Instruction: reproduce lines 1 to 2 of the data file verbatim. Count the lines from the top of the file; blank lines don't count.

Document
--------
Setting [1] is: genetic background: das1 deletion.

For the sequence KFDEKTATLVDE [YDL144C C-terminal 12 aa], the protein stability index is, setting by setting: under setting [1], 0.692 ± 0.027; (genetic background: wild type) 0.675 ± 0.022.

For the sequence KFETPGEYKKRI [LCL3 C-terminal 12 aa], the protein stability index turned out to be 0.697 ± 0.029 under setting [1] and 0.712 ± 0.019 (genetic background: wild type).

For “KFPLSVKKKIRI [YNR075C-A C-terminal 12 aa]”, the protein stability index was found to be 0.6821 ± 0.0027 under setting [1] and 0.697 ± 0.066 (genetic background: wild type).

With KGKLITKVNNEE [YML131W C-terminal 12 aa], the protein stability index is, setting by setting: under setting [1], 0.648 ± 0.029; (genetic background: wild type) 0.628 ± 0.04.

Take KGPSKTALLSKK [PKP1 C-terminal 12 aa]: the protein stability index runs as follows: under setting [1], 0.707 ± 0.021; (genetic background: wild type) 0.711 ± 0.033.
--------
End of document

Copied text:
Setting [1] is: genetic background: das1 deletion.

For the sequence KFDEKTATLVDE [YDL144C C-terminal 12 aa], the protein stability index is, setting by setting: under setting [1], 0.692 ± 0.027; (genetic background: wild type) 0.675 ± 0.022.